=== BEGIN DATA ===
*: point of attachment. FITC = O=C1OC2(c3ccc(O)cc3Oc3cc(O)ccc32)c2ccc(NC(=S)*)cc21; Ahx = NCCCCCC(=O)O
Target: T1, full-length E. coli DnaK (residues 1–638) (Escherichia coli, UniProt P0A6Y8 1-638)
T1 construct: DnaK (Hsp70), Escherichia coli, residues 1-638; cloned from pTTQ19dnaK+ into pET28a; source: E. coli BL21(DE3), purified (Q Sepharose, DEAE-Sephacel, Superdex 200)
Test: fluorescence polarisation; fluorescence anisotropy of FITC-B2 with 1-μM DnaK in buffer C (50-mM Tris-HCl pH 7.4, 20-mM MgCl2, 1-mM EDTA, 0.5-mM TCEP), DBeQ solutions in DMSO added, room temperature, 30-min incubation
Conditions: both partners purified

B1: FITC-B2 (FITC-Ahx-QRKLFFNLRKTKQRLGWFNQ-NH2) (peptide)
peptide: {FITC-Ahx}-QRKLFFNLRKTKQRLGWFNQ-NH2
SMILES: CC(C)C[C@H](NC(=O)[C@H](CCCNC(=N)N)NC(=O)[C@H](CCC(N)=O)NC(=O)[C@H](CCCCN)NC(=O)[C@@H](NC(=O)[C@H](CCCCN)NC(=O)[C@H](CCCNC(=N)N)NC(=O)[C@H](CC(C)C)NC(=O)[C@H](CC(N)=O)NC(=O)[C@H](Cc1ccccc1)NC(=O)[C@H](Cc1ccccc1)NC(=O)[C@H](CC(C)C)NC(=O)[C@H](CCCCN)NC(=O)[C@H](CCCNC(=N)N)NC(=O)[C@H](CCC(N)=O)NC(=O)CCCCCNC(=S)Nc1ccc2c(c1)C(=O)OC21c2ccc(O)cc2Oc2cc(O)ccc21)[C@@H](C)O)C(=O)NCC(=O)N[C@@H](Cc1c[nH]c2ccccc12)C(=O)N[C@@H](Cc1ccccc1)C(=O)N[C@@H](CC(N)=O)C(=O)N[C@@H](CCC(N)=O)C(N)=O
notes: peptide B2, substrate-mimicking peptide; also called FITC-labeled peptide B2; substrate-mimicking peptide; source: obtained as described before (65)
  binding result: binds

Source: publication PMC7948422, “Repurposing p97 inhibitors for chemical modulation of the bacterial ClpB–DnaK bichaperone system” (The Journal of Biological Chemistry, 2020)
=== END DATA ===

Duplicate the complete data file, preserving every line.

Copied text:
*: point of attachment. FITC = O=C1OC2(c3ccc(O)cc3Oc3cc(O)ccc32)c2ccc(NC(=S)*)cc21; Ahx = NCCCCCC(=O)O
Target: T1, full-length E. coli DnaK (residues 1–638) (Escherichia coli, UniProt P0A6Y8 1-638)
T1 construct: DnaK (Hsp70), Escherichia coli, residues 1-638; cloned from pTTQ19dnaK+ into pET28a; source: E. coli BL21(DE3), purified (Q Sepharose, DEAE-Sephacel, Superdex 200)
Test: fluorescence polarisation; fluorescence anisotropy of FITC-B2 with 1-μM DnaK in buffer C (50-mM Tris-HCl pH 7.4, 20-mM MgCl2, 1-mM EDTA, 0.5-mM TCEP), DBeQ solutions in DMSO added, room temperature, 30-min incubation
Conditions: both partners purified

B1: FITC-B2 (FITC-Ahx-QRKLFFNLRKTKQRLGWFNQ-NH2) (peptide)
peptide: {FITC-Ahx}-QRKLFFNLRKTKQRLGWFNQ-NH2
SMILES: CC(C)C[C@H](NC(=O)[C@H](CCCNC(=N)N)NC(=O)[C@H](CCC(N)=O)NC(=O)[C@H](CCCCN)NC(=O)[C@@H](NC(=O)[C@H](CCCCN)NC(=O)[C@H](CCCNC(=N)N)NC(=O)[C@H](CC(C)C)NC(=O)[C@H](CC(N)=O)NC(=O)[C@H](Cc1ccccc1)NC(=O)[C@H](Cc1ccccc1)NC(=O)[C@H](CC(C)C)NC(=O)[C@H](CCCCN)NC(=O)[C@H](CCCNC(=N)N)NC(=O)[C@H](CCC(N)=O)NC(=O)CCCCCNC(=S)Nc1ccc2c(c1)C(=O)OC21c2ccc(O)cc2Oc2cc(O)ccc21)[C@@H](C)O)C(=O)NCC(=O)N[C@@H](Cc1c[nH]c2ccccc12)C(=O)N[C@@H](Cc1ccccc1)C(=O)N[C@@H](CC(N)=O)C(=O)N[C@@H](CCC(N)=O)C(N)=O
notes: peptide B2, substrate-mimicking peptide; also called FITC-labeled peptide B2; substrate-mimicking peptide; source: obtained as described before (65)
  binding result: binds

Source: publication PMC7948422, “Repurposing p97 inhibitors for chemical modulation of the bacterial ClpB–DnaK bichaperone system” (The Journal of Biological Chemistry, 2020)